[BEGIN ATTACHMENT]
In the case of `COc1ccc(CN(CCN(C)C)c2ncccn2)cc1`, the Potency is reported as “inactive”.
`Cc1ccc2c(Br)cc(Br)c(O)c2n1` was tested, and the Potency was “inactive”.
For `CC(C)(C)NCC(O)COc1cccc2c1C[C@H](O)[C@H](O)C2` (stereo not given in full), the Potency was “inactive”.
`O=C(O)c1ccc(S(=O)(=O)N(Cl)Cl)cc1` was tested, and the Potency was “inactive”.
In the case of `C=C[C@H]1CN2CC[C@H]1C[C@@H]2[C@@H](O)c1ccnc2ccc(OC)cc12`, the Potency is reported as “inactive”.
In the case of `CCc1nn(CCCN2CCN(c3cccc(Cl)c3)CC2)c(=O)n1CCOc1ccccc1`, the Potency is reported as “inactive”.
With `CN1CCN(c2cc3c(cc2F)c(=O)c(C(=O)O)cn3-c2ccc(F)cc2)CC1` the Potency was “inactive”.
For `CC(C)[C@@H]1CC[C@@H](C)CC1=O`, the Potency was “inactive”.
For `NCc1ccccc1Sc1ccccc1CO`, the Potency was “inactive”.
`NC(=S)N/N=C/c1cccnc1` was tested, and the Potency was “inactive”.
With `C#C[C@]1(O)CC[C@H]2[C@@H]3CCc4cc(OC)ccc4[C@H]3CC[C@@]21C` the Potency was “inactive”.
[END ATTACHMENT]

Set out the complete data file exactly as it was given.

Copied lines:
In the case of `COc1ccc(CN(CCN(C)C)c2ncccn2)cc1`, the Potency is reported as “inactive”.
`Cc1ccc2c(Br)cc(Br)c(O)c2n1` was tested, and the Potency was “inactive”.
For `CC(C)(C)NCC(O)COc1cccc2c1C[C@H](O)[C@H](O)C2` (stereo not given in full), the Potency was “inactive”.
`O=C(O)c1ccc(S(=O)(=O)N(Cl)Cl)cc1` was tested, and the Potency was “inactive”.
In the case of `C=C[C@H]1CN2CC[C@H]1C[C@@H]2[C@@H](O)c1ccnc2ccc(OC)cc12`, the Potency is reported as “inactive”.
In the case of `CCc1nn(CCCN2CCN(c3cccc(Cl)c3)CC2)c(=O)n1CCOc1ccccc1`, the Potency is reported as “inactive”.
With `CN1CCN(c2cc3c(cc2F)c(=O)c(C(=O)O)cn3-c2ccc(F)cc2)CC1` the Potency was “inactive”.
For `CC(C)[C@@H]1CC[C@@H](C)CC1=O`, the Potency was “inactive”.
For `NCc1ccccc1Sc1ccccc1CO`, the Potency was “inactive”.
`NC(=S)N/N=C/c1cccnc1` was tested, and the Potency was “inactive”.
With `C#C[C@]1(O)CC[C@H]2[C@@H]3CCc4cc(OC)ccc4[C@H]3CC[C@@]21C` the Potency was “inactive”.